Civil rights trailblazer J. R. Clifford died on October 6, 1933, at age 85. A native of present-day Grant County, he served in an African American unit during the Civil War. Afterward, he taught at a black school and founded Martinsburg’s Pioneer Press, the first black-owned newspaper in West Virginia. He used its editorial pages to fight for better economic and social conditions for African Americans.
Five years later, Clifford became West Virginia’s first African American attorney. In this role, he fought landmark trials against racial discrimination. In the case of a Tucker County teacher, he was one of the first lawyers in the nation to successfully challenge segregated schools. He also helped organize a national civil rights meeting in Harpers Ferry that was a springboard for the N.A.A.C.P.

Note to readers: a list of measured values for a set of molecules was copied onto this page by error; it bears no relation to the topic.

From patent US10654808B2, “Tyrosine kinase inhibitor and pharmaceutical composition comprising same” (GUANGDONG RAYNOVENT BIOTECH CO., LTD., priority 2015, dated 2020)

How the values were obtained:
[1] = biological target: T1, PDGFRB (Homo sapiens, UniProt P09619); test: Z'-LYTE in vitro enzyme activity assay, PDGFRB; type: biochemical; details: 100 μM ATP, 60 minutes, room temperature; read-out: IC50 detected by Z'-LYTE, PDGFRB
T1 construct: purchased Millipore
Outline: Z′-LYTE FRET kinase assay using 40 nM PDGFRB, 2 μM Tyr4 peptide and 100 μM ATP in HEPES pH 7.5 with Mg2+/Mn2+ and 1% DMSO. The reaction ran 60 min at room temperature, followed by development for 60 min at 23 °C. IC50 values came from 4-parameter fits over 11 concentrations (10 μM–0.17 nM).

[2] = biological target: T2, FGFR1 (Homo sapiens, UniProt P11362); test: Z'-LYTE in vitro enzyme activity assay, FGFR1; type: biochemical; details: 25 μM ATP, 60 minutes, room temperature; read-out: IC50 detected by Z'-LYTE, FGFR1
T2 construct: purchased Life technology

In 1917, he wrote a series of forceful editorials opposing U.S. involvement in World War I. In response to the criticism, the government shut down the Pioneer Press—after 35 years in print—for violating postal laws. Today, Clifford is remembered as one of the great civil rights leaders in West Virginia and the nation.